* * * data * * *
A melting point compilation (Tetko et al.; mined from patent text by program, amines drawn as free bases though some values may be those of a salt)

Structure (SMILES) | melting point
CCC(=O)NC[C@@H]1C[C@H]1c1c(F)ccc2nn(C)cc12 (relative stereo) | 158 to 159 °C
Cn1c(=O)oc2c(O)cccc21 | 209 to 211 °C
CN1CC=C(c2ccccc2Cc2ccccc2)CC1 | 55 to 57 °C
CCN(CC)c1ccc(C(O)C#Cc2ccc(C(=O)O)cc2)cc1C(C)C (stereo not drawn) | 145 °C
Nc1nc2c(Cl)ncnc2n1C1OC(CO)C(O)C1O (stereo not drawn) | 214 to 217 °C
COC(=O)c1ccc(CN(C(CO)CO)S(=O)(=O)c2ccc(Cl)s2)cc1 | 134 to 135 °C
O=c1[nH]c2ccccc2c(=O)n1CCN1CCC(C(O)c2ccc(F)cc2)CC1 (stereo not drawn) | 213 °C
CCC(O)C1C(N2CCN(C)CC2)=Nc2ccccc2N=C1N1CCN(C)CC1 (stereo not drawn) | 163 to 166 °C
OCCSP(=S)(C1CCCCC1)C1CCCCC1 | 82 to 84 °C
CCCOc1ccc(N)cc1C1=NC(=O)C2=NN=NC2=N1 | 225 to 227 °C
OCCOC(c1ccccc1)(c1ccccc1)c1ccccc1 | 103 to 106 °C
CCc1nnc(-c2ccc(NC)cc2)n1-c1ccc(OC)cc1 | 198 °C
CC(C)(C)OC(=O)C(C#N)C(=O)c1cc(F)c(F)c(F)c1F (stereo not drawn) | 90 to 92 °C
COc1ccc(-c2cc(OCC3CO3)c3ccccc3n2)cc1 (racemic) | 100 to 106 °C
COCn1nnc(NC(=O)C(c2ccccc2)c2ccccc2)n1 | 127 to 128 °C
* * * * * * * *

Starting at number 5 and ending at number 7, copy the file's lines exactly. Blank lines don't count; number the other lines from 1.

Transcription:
CN1CC=C(c2ccccc2Cc2ccccc2)CC1 | 55 to 57 °C
CCN(CC)c1ccc(C(O)C#Cc2ccc(C(=O)O)cc2)cc1C(C)C (stereo not drawn) | 145 °C
Nc1nc2c(Cl)ncnc2n1C1OC(CO)C(O)C1O (stereo not drawn) | 214 to 217 °C